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Gitops With Kubernetes

· 5 min read

Photo by Timelab Pro on Unsplash

GitOps with Kubernetes


In 2017, a cloud-native company Weaveworks release a blog post called “GitOps — Operations by Pull Request”. The post introduces the term GitOps defining it as *using Git as a source of truth to operate almost anything. *Since then GitOps movement has been growing and gaining in popularity.

We are going to take a closer look at what GitOps is and how it applies to Kubernetes. What are the benefits we can gain from applying GitOps principles? What is the difference between simply using Git to deploy stuff and GitOps? Can we use GitOps at scale?


GitOps, as the name suggests, has something to do with Git. Fun fact, GitOps doesn’t have to be really (Git)Ops, it could also be (SVN)Ops or (Mercurial)Ops or even (Version Control System)Ops…, but well GitOps just rolls better off the tongue ;)

Anyway, we all know and love Git (when it just works) or hate it (when we need to resolve a merge conflict). Let’s have a quick refresher, how modern Git-based developer workflow looks like. Obviously, features like Pull Requests are not part of Git the version control system, but rather GitHub, GitLab etc. In the diagram we are looking at activities developers perform that include pull requests as good practices around managing code changes.

Sample Git workflow

The above example shows developer workflow in a simplified way, but taking into consideration how most of the work is done with Git repositories nowadays.

Wait, haven’t we’ve been doing GitOps all this time?

You might ask yourself if you haven’t been doing GitOps all the time anyway? What’s all the fuss? You have been using Git and committing/pushing changes every day! The key difference is the reconciliation loop that happens continuously making sure whatever is defined in your Git repos is **reflected on the infrastructure side **using the automated agent on your Kubernetes cluster.

In other words; GitOps = Continuous Delivery + Continuous Operations.

Let’s look at how GitOps principles could work with Kubernetes. Imagine your app runs in a Kubernetes cluster and you want to update its deployment manifest increasing CPU resources allowance. In a “traditional” way you would:

  • modify a helm chart, kustomize file or plain deployment YAML, changing CPU request and limits for a particular deployment

  • use kubectl to apply changed YAML to your cluster

In the GitOps world, instead of applying resources to your cluster manually (or via script or pipeline), a dedicated agent would pull changes into the cluster and apply them on your behalf.

GitOps Flow with Kubernetes

Benefits of GitOps in Kubernetes

Kubernetes brings enormous power to managing workloads at scale, but this power comes with a cost of complexity. The less manual intervention and the higher the automation, the better. GitOps enables a very high degree of automation which is in my opinion its most significant benefit.

This is what Kelsey Hightower had to say about GitOps.

GitOps Tooling

GitOps Tools are maturing rapidly and offering a broad spectrum of features, covering security and Day2 operations. The tool I’m familiar with and can highly recommend is Flux as well as GitOps Core (both tools from Weaveworks). There is also a very popular tool ArgoCD in the same category, but I’m less familiar with it.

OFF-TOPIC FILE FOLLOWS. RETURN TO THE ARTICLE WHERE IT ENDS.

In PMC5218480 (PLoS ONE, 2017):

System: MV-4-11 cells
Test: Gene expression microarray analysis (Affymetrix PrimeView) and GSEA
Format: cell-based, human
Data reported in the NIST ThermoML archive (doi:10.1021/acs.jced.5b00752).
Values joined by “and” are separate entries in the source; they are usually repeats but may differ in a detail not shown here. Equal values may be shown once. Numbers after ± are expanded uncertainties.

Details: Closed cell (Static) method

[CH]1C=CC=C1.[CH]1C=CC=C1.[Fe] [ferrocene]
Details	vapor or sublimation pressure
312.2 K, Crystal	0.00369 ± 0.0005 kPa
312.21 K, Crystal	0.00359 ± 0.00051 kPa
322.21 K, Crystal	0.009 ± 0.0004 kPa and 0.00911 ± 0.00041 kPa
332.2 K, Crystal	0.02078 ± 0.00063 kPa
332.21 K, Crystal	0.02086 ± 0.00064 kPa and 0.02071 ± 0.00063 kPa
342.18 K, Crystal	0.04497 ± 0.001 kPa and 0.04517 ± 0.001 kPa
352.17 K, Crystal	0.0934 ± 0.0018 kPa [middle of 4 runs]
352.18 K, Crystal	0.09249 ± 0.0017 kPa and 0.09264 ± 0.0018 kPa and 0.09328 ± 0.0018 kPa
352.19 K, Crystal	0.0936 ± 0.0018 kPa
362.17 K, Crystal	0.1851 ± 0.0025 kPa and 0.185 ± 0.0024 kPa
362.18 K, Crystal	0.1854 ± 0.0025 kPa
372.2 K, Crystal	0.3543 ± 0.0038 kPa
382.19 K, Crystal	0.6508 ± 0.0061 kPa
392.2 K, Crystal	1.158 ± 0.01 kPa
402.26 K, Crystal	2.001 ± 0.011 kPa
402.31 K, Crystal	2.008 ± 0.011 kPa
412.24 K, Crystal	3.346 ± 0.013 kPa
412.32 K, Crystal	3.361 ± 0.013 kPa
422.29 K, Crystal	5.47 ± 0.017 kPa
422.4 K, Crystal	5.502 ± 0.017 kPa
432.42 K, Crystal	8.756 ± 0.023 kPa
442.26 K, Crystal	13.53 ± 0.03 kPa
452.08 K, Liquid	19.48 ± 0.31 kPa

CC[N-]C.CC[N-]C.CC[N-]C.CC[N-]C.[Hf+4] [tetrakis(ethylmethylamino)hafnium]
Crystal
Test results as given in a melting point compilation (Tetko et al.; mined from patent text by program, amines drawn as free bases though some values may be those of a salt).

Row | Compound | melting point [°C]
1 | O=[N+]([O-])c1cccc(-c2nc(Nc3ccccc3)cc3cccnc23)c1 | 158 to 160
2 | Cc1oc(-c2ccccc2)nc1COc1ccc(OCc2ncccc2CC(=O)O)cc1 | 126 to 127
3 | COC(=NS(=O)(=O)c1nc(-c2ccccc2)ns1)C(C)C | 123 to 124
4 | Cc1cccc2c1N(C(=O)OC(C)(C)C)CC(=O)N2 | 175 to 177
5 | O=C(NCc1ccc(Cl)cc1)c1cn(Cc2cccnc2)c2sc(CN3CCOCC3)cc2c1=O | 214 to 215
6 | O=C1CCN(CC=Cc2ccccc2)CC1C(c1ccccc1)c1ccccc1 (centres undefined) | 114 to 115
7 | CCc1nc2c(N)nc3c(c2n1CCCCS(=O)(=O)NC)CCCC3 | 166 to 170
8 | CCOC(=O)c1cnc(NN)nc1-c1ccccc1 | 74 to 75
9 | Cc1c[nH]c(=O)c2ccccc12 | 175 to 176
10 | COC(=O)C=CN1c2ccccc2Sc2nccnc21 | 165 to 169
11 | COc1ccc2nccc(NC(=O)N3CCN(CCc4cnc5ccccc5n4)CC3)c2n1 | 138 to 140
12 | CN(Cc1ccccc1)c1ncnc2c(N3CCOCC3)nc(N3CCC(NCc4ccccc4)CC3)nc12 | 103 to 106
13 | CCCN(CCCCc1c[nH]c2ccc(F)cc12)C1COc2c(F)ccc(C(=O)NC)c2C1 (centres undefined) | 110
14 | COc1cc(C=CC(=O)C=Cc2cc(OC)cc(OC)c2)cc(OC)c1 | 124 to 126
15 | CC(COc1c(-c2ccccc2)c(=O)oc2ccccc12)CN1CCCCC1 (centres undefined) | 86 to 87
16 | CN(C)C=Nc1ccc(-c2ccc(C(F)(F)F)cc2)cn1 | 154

Cloud providers develop their own GitOps related tooling as well. For example Azure uses Azure Arc with Azure Arc enabled Kubernetes and Google Cloud uses Cloud Build.

Kubernetes manifests in-app repo or a dedicated repo

Somehow related to GitOps, a question that often pops up is: Should I put my Kubernetes YAML manifests in the same repo as my app (microservice) or in a dedicated repo?

The answer depends on what your app is doing, how many clusters do you have and how mature your Platform Team is. If you are a small team and have only a handful of apps deployed on a single Kubernetes cluster, then having your Kubernetes manifests in the same repo as your app makes sense.

If you are a bigger team with multiple clusters, then splitting cluster-specific YAML files from your app files into a separate repo might be a better choice.

In the end, remember, all YAML files, helm charts or other ways to apply changes to your cluster will be managed from those Git repos, so make sure that your branching strategy is correct and you will be fine.

What if I have 100+ clusters

Kubernetes on the edge, at scale, is becoming the norm, but how do I manage multiple Kubernetes clusters with only 2 team members? Obviously, automation is the key. A very interesting solution is Rancher Fleet.

Rancher Fleet

Using GitOps principles and Rancher amazing function of managing any Kubernetes cluster at scale, we can now apply GitOps principles to a lot of clusters at the same time.

Where can I learn more

The best way to learn more about GitOps is to check Weaveworks blogs and resources, for example, Guide To GitOps, you can also get involved in GitOps Working Group.

Would you like to convince your team or boss to give GitOps a try? Check out GitOps Conversation Kit.


We have just scratched the surface of how GitOps practices can be used with Kubernetes apps and infrastructure. GitOps is a trend gaining in popularity in Cloud Native space. It is worth your time to investigate it a bit and see what benefits might it bring to you and your team.